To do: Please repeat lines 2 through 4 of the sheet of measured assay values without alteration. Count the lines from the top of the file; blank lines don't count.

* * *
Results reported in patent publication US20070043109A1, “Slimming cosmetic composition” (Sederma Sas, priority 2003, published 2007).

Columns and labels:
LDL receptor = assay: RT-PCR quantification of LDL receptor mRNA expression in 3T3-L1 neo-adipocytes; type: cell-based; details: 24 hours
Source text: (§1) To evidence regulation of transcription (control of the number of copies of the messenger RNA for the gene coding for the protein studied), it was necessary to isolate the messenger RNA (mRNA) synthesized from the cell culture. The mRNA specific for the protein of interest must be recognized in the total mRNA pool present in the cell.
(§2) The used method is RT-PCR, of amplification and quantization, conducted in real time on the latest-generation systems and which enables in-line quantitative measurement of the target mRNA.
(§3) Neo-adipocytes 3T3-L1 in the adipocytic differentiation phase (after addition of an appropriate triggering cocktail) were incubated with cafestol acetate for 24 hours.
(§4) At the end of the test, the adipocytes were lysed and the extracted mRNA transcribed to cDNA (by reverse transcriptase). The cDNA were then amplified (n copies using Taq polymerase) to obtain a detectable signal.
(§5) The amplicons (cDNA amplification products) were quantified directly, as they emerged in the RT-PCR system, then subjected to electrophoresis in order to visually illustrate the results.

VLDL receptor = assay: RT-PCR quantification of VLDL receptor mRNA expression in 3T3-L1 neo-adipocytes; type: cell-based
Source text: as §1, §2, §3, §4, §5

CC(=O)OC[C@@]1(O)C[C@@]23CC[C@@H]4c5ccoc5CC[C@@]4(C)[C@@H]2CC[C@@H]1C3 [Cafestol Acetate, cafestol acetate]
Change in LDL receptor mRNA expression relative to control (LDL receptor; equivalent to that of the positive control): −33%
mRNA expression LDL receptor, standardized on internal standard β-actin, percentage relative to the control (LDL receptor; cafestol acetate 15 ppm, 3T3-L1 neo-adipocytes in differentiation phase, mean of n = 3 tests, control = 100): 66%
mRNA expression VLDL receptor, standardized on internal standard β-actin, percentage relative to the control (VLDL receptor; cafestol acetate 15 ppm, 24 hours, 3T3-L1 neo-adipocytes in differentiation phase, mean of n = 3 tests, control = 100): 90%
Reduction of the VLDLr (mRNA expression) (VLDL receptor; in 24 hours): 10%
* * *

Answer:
Columns and labels:
LDL receptor = assay: RT-PCR quantification of LDL receptor mRNA expression in 3T3-L1 neo-adipocytes; type: cell-based; details: 24 hours
Source text: (§1) To evidence regulation of transcription (control of the number of copies of the messenger RNA for the gene coding for the protein studied), it was necessary to isolate the messenger RNA (mRNA) synthesized from the cell culture. The mRNA specific for the protein of interest must be recognized in the total mRNA pool present in the cell.